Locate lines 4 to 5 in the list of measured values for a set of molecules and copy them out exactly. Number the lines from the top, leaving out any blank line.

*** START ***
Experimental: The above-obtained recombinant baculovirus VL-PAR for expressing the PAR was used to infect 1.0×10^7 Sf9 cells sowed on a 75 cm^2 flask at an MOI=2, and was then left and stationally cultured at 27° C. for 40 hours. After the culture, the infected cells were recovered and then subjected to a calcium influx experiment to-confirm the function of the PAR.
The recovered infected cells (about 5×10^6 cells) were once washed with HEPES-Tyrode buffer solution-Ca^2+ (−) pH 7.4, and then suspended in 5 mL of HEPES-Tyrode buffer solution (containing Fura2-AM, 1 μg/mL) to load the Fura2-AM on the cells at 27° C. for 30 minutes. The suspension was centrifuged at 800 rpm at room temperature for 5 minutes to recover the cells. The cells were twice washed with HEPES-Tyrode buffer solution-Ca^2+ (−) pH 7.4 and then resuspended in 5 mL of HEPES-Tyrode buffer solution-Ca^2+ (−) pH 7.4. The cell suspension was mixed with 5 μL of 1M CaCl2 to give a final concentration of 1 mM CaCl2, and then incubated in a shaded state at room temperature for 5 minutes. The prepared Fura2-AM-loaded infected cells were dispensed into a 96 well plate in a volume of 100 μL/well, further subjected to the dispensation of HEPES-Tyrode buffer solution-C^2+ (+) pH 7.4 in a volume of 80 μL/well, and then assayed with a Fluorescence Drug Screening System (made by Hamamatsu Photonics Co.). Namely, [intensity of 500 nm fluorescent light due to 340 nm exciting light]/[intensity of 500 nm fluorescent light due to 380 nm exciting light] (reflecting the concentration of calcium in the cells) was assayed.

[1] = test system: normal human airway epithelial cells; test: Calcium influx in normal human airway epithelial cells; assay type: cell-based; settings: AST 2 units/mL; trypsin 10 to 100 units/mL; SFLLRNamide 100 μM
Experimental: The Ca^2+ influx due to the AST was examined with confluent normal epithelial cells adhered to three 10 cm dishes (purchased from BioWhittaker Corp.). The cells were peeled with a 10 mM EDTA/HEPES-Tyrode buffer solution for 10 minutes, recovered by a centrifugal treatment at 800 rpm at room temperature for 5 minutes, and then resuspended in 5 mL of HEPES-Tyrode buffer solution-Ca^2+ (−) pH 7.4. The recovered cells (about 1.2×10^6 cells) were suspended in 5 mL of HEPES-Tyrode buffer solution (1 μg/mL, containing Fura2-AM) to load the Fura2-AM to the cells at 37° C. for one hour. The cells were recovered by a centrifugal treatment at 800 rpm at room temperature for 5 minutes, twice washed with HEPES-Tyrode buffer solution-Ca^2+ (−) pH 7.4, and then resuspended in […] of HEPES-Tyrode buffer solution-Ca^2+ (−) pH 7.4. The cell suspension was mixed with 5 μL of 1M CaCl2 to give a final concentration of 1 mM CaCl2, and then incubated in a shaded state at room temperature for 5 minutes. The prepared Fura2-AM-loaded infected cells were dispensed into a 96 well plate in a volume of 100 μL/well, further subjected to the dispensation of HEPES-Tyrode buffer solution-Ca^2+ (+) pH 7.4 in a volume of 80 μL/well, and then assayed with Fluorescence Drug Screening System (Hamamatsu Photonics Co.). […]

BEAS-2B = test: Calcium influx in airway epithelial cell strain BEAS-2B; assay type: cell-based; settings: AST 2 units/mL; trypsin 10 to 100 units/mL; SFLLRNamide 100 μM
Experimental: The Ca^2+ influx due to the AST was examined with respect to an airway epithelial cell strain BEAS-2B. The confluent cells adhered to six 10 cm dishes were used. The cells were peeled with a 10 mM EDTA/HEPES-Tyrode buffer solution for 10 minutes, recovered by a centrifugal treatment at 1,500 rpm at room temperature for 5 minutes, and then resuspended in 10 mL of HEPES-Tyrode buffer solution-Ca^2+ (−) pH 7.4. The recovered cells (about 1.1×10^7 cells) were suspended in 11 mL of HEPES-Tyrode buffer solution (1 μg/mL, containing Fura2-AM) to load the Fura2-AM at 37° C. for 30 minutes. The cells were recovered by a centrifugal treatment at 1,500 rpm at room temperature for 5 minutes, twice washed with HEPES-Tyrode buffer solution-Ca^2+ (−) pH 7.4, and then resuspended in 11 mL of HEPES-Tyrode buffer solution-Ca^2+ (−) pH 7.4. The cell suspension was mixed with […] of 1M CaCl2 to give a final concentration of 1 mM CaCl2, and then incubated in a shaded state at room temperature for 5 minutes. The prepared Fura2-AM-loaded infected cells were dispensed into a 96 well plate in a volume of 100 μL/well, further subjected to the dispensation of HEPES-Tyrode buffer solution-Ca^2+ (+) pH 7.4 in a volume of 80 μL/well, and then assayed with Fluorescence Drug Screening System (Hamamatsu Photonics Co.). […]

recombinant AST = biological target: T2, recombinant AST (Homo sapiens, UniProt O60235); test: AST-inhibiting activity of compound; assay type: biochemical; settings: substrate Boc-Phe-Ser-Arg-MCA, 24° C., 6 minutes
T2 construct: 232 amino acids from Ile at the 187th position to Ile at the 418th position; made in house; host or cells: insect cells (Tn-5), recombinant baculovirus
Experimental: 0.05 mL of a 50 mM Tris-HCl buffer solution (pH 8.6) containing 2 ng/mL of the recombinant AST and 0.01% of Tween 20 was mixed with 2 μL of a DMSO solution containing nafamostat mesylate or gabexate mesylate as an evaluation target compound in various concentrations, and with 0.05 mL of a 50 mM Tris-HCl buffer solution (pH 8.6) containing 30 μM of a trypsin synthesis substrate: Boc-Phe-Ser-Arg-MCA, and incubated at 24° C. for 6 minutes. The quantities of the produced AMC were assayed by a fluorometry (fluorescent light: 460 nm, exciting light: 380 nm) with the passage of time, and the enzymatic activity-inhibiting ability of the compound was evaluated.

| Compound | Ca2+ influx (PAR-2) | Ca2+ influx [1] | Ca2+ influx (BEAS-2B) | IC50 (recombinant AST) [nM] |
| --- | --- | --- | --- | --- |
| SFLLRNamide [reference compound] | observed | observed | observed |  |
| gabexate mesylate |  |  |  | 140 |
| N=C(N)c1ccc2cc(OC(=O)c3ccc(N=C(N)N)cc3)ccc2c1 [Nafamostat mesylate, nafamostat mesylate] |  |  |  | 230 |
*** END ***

Experimental: The Ca^2+ influx due to the AST was examined with confluent normal epithelial cells adhered to three 10 cm dishes (purchased from BioWhittaker Corp.). The cells were peeled with a 10 mM EDTA/HEPES-Tyrode buffer solution for 10 minutes, recovered by a centrifugal treatment at 800 rpm at room temperature for 5 minutes, and then resuspended in 5 mL of HEPES-Tyrode buffer solution-Ca^2+ (−) pH 7.4. The recovered cells (about 1.2×10^6 cells) were suspended in 5 mL of HEPES-Tyrode buffer solution (1 μg/mL, containing Fura2-AM) to load the Fura2-AM to the cells at 37° C. for one hour. The cells were recovered by a centrifugal treatment at 800 rpm at room temperature for 5 minutes, twice washed with HEPES-Tyrode buffer solution-Ca^2+ (−) pH 7.4, and then resuspended in […] of HEPES-Tyrode buffer solution-Ca^2+ (−) pH 7.4. The cell suspension was mixed with 5 μL of 1M CaCl2 to give a final concentration of 1 mM CaCl2, and then incubated in a shaded state at room temperature for 5 minutes. The prepared Fura2-AM-loaded infected cells were dispensed into a 96 well plate in a volume of 100 μL/well, further subjected to the dispensation of HEPES-Tyrode buffer solution-Ca^2+ (+) pH 7.4 in a volume of 80 μL/well, and then assayed with Fluorescence Drug Screening System (Hamamatsu Photonics Co.). […]

BEAS-2B = test: Calcium influx in airway epithelial cell strain BEAS-2B; assay type: cell-based; settings: AST 2 units/mL; trypsin 10 to 100 units/mL; SFLLRNamide 100 μM